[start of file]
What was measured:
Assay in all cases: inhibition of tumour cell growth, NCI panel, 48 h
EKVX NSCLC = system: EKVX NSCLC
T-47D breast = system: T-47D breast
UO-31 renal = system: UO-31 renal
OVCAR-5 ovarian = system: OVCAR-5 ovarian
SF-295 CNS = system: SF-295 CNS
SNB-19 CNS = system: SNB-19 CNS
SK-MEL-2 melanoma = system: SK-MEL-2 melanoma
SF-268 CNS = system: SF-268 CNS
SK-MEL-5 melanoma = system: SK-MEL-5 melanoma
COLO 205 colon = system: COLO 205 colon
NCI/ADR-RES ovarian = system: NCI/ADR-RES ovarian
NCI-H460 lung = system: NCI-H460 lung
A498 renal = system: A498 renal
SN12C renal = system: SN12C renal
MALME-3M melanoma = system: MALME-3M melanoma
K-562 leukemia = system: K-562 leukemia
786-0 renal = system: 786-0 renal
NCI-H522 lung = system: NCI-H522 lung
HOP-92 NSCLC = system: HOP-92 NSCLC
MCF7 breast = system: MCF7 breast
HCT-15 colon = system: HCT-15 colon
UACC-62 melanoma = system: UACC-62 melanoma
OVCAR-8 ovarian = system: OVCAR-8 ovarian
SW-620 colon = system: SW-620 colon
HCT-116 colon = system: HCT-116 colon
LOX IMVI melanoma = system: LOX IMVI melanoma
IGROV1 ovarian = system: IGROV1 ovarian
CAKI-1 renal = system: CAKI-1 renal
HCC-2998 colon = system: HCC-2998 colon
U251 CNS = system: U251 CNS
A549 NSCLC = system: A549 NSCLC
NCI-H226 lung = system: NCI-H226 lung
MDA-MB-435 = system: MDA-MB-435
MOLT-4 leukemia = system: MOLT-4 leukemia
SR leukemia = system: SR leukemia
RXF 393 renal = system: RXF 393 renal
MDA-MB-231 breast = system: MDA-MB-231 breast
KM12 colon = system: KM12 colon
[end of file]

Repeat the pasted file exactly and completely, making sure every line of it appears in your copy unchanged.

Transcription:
What was measured:
Assay in all cases: inhibition of tumour cell growth, NCI panel, 48 h
EKVX NSCLC = system: EKVX NSCLC
T-47D breast = system: T-47D breast
UO-31 renal = system: UO-31 renal
OVCAR-5 ovarian = system: OVCAR-5 ovarian
SF-295 CNS = system: SF-295 CNS
SNB-19 CNS = system: SNB-19 CNS
SK-MEL-2 melanoma = system: SK-MEL-2 melanoma
SF-268 CNS = system: SF-268 CNS
SK-MEL-5 melanoma = system: SK-MEL-5 melanoma
COLO 205 colon = system: COLO 205 colon
NCI/ADR-RES ovarian = system: NCI/ADR-RES ovarian
NCI-H460 lung = system: NCI-H460 lung
A498 renal = system: A498 renal
SN12C renal = system: SN12C renal
MALME-3M melanoma = system: MALME-3M melanoma
K-562 leukemia = system: K-562 leukemia
786-0 renal = system: 786-0 renal
NCI-H522 lung = system: NCI-H522 lung
HOP-92 NSCLC = system: HOP-92 NSCLC
MCF7 breast = system: MCF7 breast
HCT-15 colon = system: HCT-15 colon
UACC-62 melanoma = system: UACC-62 melanoma
OVCAR-8 ovarian = system: OVCAR-8 ovarian
SW-620 colon = system: SW-620 colon
HCT-116 colon = system: HCT-116 colon
LOX IMVI melanoma = system: LOX IMVI melanoma
IGROV1 ovarian = system: IGROV1 ovarian
CAKI-1 renal = system: CAKI-1 renal
HCC-2998 colon = system: HCC-2998 colon
U251 CNS = system: U251 CNS
A549 NSCLC = system: A549 NSCLC
NCI-H226 lung = system: NCI-H226 lung
MDA-MB-435 = system: MDA-MB-435
MOLT-4 leukemia = system: MOLT-4 leukemia
SR leukemia = system: SR leukemia
RXF 393 renal = system: RXF 393 renal
MDA-MB-231 breast = system: MDA-MB-231 breast
KM12 colon = system: KM12 colon